A few thoughts on test orginization…

How do you organize your bookshelf at home?  By the author (works well for fiction), by topic (generally good for non-fiction), by size (let’s face it shelf space can be an issue in home libraries.)  Any of these approaches work fine for small libraries, but when the total number of books starts getting large additional information is required to help organize your library.

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Metadata and organization

If you have ever used Twitter (disclaimer: I never have) you have experienced metadata in the form of the #ILikeCats or #MyPoliticianIsGreatYoursIsTheSpawnOfSatan.  Metadata is a tag on an object that allows you to augment the information about the object.

Image result for propertiesImage result for metadata

Properties versus metadata

Metadata should not be confused with properties.  Properties are something inherent to the object.  If we extend our book metaphor then we would see

  1. Properties
    • Book title: Nine princes in amber
    • Author: Roger Zelazny
    •  Instance properties
      • Type: softcover
      • Condition: average
  2. Metadata
    • #Genre_Fantasy
    • #Multi_world
    • #Reread

Image result for nine princes in amber

Properties and metadata for tests

Since properties and metadata allow you to organize tests how do I categorize them?  Equally important, what do I not include?

  1. Properties
    • Model name: Name of the unit under test
    • Test harness: Link to the test harness for the unit under test
    • Test name: Short descriptive name
    • Description: Longer descriptive text that summarizes the test
    • Requirement linkages: Links to any requirements covered by the test
    • Data: Input, and expected outputs
  2. Metadata
    • Supported projects:  To support model reuse the tests should tag for which project(s) the test is valid.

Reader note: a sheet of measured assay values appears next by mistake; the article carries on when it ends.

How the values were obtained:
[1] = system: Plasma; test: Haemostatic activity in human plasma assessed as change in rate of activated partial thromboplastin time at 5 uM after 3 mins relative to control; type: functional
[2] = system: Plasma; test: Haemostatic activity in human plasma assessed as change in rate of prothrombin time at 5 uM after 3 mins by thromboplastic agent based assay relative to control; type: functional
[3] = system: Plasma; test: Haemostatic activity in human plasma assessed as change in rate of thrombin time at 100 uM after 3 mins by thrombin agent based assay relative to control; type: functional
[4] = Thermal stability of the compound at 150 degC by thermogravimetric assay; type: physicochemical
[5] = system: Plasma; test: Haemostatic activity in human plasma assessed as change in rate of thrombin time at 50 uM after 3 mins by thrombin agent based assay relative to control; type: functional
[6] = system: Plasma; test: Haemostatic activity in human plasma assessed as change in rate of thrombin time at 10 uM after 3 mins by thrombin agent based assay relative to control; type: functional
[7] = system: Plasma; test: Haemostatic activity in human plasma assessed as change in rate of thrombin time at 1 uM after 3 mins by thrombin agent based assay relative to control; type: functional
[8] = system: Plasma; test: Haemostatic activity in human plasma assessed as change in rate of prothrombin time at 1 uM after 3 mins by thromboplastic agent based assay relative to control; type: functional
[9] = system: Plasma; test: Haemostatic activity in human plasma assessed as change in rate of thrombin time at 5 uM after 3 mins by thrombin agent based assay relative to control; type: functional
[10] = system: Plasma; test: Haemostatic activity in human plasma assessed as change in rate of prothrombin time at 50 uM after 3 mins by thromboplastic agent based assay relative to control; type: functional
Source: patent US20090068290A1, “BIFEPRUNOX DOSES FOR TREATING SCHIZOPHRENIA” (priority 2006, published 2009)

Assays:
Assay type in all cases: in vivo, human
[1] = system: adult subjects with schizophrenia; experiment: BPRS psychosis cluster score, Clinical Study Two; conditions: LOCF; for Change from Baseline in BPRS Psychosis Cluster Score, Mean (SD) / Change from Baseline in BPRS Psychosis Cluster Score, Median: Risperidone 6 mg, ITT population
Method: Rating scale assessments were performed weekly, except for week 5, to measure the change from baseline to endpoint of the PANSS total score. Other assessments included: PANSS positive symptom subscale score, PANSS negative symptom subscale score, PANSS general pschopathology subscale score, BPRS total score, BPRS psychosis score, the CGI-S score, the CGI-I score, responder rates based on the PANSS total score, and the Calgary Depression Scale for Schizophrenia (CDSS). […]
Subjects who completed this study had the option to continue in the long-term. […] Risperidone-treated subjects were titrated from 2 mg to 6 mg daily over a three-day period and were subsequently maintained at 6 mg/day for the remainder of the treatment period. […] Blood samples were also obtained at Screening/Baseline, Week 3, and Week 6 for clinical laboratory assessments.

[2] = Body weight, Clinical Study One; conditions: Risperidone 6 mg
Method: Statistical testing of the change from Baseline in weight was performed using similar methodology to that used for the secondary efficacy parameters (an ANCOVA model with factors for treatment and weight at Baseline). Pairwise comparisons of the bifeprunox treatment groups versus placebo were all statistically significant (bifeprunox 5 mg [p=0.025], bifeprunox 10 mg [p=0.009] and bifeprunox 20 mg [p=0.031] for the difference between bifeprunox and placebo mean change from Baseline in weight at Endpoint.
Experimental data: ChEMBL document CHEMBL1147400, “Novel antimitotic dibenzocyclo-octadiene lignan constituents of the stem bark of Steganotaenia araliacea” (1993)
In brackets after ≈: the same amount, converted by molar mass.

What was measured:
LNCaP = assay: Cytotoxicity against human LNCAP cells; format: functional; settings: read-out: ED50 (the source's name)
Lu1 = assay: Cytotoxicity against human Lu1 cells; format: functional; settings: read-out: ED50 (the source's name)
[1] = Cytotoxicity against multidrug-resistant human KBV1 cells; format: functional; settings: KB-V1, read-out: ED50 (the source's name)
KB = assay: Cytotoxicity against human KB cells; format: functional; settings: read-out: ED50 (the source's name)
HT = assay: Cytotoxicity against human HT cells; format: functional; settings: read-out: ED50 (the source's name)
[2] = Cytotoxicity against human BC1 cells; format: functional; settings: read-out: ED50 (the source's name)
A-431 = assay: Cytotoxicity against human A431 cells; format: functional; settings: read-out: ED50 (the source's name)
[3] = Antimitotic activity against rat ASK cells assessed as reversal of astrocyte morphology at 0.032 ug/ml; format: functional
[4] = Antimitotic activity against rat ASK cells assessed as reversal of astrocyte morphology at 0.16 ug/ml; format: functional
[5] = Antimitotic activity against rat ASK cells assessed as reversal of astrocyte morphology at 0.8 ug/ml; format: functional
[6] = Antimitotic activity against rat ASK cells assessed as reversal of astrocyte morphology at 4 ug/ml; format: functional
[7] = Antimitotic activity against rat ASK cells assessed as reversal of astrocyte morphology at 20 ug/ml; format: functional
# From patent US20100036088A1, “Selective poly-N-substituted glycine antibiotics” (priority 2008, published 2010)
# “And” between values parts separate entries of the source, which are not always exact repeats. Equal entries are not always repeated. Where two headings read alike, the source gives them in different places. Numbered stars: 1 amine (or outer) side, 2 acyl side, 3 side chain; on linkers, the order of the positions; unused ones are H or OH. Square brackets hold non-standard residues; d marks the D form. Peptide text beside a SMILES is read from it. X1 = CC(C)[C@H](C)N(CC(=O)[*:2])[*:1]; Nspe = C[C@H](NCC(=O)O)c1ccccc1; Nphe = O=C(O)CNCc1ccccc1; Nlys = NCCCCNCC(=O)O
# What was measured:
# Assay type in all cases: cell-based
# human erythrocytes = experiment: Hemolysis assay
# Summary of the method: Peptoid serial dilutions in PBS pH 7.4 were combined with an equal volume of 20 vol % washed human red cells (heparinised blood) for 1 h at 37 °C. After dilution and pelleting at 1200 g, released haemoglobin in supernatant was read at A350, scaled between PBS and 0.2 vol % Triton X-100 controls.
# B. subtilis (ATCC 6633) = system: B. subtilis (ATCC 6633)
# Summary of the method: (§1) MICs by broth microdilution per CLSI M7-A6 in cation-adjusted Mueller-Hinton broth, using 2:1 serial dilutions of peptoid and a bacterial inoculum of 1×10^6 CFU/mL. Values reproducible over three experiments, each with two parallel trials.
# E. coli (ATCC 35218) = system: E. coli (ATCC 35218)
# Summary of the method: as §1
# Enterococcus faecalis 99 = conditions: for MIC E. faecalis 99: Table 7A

• Supported targets: A list of the targets on which the test is supported.  Such as  SIL, HIL or PIL testing.
    • Test level: An indication of the frequency with which the test is run, e.g. check-in, nightly, weekly, build.  More complex tests that take longer to run should have a higher level.
  3. What not to include
    • Model and data dependencies: These dependencies can be programmatically determined.  Specification of these dependencies will, over time, become out of date.
    • Version history: The version history should be included in the version control software.

Why we care?

In the course of normal development, there is both a local testing step and a global testing step.  At the local level, developers run tests against their updated models.  However, the developers are not expected to know the full scope of the model they are working with; hence the use of metadata and test properties to allow the test environment to fully exercise the model once it is checked in.


By leveraging the test properties and metadata we can more easily reuse tests.  Absent the metadata tests would need to be duplicated across multiple test suites; duplication which can lead to the introduction of errors in the test environment.


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